]. Furthermore, the decrease in EMC could be caused by increased cellulose crystallinity, which reduces the availability of hydroxyl (OH-) groups to water molecules [30
]. The hydrothermal treatment might have an effect on the chemical constituents of the rubberwood samples. When compared to cellulose and lignin, the degradation of OH- groups in hemicellulose occurred even at low temperatures [44
]. As a result of the degradation of OH- groups from hemicelluloses, the treated samples had lower EMCs than the untreated samples. As hemicelluloses contain a greater number of OH- groups than cellulose and lignin components, they are more hygroscopic. Table 3
shows the effects of the hydrothermal treatment in various media (acidic, water, alkaline) on the content of holocellulose, cellulose, hemicellulose, lignin and extractives in the rubberwood. A reduction in hemicellulose content after treatment was observed, ranging from 18.78% to 39.50% compared to that of 39.97% in the control samples.
shows the density of the rubberwood before and after treatment in different buffered media. Before treatment, the average density of the rubberwood was 644.94 kg/m3
. After treatment, the density of the rubberwood decreased to a different extent. Generally, the reduction in density increased along with increasing temperature. It was observed that the rubberwood treated with the acidic medium (pH 4) had the highest density reduction, particularly those treated at 200 °C, which experienced a 16.3% reduction in density compared to that of untreated samples. Samples treated with an alkaline medium (pH 8 and pH 10) experienced a lower reduction in density. The lowest density reduction of 0.5% was recorded in the samples treated in pH 8 at 160 °C. These findings were in line with previous work where the authors reported density losses that ranged from 1.89%–5.67% in different media (water, acidic, neutral, alkaline) at 160 °C and 2.96%–7.84% at 180 °C, respectively [20
Mass loss (ML%) of hydrothermally treated rubberwood samples is presented in Figure 4
. Mass loss increased along with the increasing treatment temperature.
Temperatures of 200 °C in pH 4 (25.39%) and 160 °C in pH 8 (2.58%) resulted in the highest and lowest percentage of mass loss, respectively. According to Tjeerdsma et al. [26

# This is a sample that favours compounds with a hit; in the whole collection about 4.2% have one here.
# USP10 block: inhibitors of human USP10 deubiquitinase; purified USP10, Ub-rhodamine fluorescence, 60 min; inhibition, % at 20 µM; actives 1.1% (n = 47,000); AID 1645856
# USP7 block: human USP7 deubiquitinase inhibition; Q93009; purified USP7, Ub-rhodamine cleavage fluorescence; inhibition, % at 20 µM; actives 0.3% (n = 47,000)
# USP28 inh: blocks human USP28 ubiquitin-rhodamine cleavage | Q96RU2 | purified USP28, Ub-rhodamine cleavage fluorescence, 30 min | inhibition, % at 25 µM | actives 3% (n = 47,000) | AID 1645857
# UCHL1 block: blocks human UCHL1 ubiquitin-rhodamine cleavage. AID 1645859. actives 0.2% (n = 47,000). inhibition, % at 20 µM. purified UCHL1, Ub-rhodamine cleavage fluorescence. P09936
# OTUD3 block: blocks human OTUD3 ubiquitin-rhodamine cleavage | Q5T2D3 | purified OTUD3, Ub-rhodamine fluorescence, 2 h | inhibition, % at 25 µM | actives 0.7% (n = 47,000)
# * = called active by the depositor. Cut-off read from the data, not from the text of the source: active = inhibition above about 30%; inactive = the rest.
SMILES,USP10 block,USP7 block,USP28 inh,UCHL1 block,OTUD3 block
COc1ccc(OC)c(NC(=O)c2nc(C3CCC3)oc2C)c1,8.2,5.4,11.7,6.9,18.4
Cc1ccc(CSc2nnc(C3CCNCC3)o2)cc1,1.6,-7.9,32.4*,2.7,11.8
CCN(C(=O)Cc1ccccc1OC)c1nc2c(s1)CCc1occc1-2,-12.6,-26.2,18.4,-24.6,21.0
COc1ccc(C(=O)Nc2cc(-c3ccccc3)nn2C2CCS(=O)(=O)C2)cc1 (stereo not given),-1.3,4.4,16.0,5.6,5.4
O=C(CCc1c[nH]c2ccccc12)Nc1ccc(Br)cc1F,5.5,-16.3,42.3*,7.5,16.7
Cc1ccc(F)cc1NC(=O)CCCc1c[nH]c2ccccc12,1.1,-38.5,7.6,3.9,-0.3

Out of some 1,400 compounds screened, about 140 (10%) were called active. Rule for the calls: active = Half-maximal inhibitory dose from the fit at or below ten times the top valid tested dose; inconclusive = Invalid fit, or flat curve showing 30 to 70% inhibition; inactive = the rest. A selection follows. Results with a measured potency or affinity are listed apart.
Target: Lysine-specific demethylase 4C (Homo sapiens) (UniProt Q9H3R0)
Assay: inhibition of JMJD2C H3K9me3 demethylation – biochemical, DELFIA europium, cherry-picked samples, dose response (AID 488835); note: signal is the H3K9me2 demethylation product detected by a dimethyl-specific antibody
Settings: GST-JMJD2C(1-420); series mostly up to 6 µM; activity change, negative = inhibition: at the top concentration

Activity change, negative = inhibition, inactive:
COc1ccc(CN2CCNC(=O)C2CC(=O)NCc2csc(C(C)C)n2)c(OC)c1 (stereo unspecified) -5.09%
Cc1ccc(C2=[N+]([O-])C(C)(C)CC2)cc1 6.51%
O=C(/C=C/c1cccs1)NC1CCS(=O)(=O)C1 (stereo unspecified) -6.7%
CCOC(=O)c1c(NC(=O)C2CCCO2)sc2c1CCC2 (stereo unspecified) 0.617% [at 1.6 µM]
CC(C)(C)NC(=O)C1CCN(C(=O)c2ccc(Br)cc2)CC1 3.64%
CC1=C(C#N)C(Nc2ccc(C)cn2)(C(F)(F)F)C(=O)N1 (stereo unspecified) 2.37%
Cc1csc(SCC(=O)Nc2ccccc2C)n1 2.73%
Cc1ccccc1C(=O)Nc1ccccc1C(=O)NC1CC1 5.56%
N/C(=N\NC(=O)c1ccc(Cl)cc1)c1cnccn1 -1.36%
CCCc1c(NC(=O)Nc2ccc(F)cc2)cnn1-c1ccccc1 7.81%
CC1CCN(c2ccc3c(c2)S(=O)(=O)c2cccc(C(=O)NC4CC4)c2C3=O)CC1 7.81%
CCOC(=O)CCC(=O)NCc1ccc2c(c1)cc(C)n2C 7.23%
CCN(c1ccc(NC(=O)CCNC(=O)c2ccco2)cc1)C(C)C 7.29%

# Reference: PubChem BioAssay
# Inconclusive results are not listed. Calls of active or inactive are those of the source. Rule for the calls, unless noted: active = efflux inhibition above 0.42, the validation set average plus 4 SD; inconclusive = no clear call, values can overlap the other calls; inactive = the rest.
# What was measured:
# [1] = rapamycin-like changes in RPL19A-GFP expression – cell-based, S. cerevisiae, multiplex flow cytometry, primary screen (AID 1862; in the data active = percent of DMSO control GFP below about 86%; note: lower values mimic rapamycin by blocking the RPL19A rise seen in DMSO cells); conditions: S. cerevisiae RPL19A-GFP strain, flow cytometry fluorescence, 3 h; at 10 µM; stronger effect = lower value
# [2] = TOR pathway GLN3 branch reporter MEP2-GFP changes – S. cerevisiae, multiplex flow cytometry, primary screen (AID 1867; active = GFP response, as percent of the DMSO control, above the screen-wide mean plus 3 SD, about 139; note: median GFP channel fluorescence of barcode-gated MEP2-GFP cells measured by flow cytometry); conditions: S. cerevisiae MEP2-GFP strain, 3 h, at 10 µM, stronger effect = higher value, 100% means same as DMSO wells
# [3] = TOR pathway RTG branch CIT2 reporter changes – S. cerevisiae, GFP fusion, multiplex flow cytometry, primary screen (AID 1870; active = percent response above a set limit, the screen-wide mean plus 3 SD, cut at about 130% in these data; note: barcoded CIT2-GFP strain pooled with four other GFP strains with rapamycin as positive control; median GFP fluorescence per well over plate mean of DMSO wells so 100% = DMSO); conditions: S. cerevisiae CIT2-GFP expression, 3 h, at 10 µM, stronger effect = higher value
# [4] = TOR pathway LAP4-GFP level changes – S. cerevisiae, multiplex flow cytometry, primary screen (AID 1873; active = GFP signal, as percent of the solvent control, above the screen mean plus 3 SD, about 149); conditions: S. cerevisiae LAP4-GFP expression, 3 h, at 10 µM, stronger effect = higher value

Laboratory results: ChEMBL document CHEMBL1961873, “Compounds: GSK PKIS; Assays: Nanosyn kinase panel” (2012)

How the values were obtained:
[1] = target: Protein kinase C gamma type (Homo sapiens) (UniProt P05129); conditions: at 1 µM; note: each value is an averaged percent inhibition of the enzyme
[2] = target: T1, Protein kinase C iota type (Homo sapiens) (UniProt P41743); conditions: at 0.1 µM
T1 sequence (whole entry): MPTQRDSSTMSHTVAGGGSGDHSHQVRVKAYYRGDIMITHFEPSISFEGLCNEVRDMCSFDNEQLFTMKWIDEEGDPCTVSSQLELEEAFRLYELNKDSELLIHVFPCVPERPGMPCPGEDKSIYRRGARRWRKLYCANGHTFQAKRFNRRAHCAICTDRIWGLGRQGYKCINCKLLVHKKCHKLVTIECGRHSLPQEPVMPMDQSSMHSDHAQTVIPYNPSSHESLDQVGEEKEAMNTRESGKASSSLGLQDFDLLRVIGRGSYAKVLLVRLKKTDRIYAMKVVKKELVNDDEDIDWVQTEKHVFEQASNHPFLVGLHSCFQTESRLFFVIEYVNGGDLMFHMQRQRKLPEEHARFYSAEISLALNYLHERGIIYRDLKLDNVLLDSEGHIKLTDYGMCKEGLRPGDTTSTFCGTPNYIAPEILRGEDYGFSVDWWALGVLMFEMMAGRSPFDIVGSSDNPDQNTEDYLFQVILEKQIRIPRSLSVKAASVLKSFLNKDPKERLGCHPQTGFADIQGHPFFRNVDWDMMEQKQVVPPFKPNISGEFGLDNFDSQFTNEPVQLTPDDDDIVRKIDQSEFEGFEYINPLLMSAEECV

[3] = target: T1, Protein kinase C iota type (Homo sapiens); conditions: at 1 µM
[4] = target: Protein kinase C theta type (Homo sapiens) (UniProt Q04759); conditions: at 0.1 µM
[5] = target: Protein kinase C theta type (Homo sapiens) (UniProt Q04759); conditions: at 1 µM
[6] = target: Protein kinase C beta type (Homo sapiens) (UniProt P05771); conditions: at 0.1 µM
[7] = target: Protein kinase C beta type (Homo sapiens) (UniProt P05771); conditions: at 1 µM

], acidic hydrolysis at various hydrothermal treatments can significantly increase the degradation rate of wood polymers. According to Theander and Nelson [19
], the degradation rate of carbohydrates is high in acidic conditions, which is facilitated by the high availability and low crystallinity of hemicelluloses. In general, the exclusion of hydrogen (H+) and hydroxide (-OH) ions in hydrothermal treatment has no effect on the pH of the hydrothermally treated medium. Furthermore, in hydrothermal treatments using buffered media, the pH can be kept constant at a certain level and the destructive effects of the released acid can be controlled [29
Untreated samples had a water absorption (WA) of 20.5%. The samples treated in pH 8 at 180 °C had the highest WA value of 25.02%, while the samples treated in pH 4 at 200 °C had the lowest WA value of 22.42% (Table 5
). It is worth noting that WA increased as the treatment temperature increased from 160 °C to 180 °C, but began to decrease as the temperature was raised to 200 °C. This phenomenon might be explained by heat-induced damage within the wood structure. This study’s findings were consistent with previous studies [5
]. Figure 5
shows the cracks that occurred on the samples after being treated at a higher temperature of 200 °C.
shows the effects of pH and treatment temperature on the VSC of untreated and treated rubberwood. The VSC of the hydrothermally treated rubberwood was lower than that of the untreated samples (8.09%). When the samples were treated in pH 8 at 200 °C, the lowest VSC value of 6.97% was observed. Similarly, as the treatment temperature increased, the VSC values decreased. Lower VSC values indicated that the samples are more dimensionally stable. In general, alkaline-treated samples had lower VSC values and, thus, better dimensional stability.
TS and ASE of the treated and untreated rubberwood samples are presented in Table 7
TS and ASE values varied according to pH and temperature. The hydrothermally treated rubberwood samples had lower TS values than the control samples. The highest TS value for the treated samples was 3.47% at 160 °C in pH 4, while the lowest TS (2.95%) was recorded in the samples treated at 200 °C in pH 8. According to Table 7
, the ASE values of the samples ranged from 7.23 to 13.91% (pH 4.0, 160–200 °C), 12.85–18.17% (pH 6.0, 160–200 °C), 8.33 to 16.82% (tap water, 160–200 °C), 16.05 to 21.18% (pH 8.0, 160–200 °C) and 15.13 to 20.06% (pH 10.0, 160–200 °C). Furthermore, both the treatment temperature and the buffered media had a significant effect on ASE values. The samples treated in alkaline media had a lower TS than the samples treated in acidic and water media. These observations were in agreement with the finding that was revealed by Ebadi et al. [18